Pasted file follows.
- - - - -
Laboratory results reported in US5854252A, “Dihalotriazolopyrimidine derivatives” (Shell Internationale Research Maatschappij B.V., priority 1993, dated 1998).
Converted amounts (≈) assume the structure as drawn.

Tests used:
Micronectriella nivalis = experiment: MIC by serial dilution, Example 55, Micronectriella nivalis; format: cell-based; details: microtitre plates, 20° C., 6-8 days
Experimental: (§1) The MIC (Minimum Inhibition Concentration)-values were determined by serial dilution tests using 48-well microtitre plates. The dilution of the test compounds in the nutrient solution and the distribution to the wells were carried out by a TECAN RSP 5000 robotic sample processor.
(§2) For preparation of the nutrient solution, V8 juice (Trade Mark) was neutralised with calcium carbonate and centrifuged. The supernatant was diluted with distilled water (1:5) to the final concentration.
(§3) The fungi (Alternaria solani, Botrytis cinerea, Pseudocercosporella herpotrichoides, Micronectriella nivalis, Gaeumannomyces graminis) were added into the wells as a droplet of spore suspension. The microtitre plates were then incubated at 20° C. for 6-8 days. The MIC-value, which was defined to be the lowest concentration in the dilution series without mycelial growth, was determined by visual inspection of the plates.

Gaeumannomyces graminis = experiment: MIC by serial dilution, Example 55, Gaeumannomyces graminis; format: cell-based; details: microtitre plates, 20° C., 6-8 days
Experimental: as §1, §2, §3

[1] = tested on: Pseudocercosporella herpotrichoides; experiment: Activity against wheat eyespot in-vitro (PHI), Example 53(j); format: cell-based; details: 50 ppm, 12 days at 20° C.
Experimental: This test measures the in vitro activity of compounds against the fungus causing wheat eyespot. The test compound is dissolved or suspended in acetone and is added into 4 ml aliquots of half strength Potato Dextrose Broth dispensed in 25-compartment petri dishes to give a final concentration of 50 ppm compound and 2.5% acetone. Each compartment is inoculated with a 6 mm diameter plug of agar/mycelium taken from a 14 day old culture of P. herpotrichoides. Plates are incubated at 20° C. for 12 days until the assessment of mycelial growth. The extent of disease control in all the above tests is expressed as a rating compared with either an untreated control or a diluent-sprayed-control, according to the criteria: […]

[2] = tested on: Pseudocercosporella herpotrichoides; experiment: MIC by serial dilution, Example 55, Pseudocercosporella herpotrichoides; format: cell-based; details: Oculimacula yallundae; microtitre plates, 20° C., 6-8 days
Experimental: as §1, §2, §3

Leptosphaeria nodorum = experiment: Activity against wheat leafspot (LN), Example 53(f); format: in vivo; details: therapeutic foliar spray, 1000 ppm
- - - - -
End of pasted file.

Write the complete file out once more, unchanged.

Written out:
Laboratory results reported in US5854252A, “Dihalotriazolopyrimidine derivatives” (Shell Internationale Research Maatschappij B.V., priority 1993, dated 1998).
Converted amounts (≈) assume the structure as drawn.

Tests used:
Micronectriella nivalis = experiment: MIC by serial dilution, Example 55, Micronectriella nivalis; format: cell-based; details: microtitre plates, 20° C., 6-8 days
Experimental: (§1) The MIC (Minimum Inhibition Concentration)-values were determined by serial dilution tests using 48-well microtitre plates. The dilution of the test compounds in the nutrient solution and the distribution to the wells were carried out by a TECAN RSP 5000 robotic sample processor.
(§2) For preparation of the nutrient solution, V8 juice (Trade Mark) was neutralised with calcium carbonate and centrifuged. The supernatant was diluted with distilled water (1:5) to the final concentration.
(§3) The fungi (Alternaria solani, Botrytis cinerea, Pseudocercosporella herpotrichoides, Micronectriella nivalis, Gaeumannomyces graminis) were added into the wells as a droplet of spore suspension. The microtitre plates were then incubated at 20° C. for 6-8 days. The MIC-value, which was defined to be the lowest concentration in the dilution series without mycelial growth, was determined by visual inspection of the plates.

Gaeumannomyces graminis = experiment: MIC by serial dilution, Example 55, Gaeumannomyces graminis; format: cell-based; details: microtitre plates, 20° C., 6-8 days
Experimental: as §1, §2, §3

[1] = tested on: Pseudocercosporella herpotrichoides; experiment: Activity against wheat eyespot in-vitro (PHI), Example 53(j); format: cell-based; details: 50 ppm, 12 days at 20° C.
Experimental: This test measures the in vitro activity of compounds against the fungus causing wheat eyespot. The test compound is dissolved or suspended in acetone and is added into 4 ml aliquots of half strength Potato Dextrose Broth dispensed in 25-compartment petri dishes to give a final concentration of 50 ppm compound and 2.5% acetone. Each compartment is inoculated with a 6 mm diameter plug of agar/mycelium taken from a 14 day old culture of P. herpotrichoides. Plates are incubated at 20° C. for 12 days until the assessment of mycelial growth. The extent of disease control in all the above tests is expressed as a rating compared with either an untreated control or a diluent-sprayed-control, according to the criteria: […]

[2] = tested on: Pseudocercosporella herpotrichoides; experiment: MIC by serial dilution, Example 55, Pseudocercosporella herpotrichoides; format: cell-based; details: Oculimacula yallundae; microtitre plates, 20° C., 6-8 days
Experimental: as §1, §2, §3

Leptosphaeria nodorum = experiment: Activity against wheat leafspot (LN), Example 53(f); format: in vivo; details: therapeutic foliar spray, 1000 ppm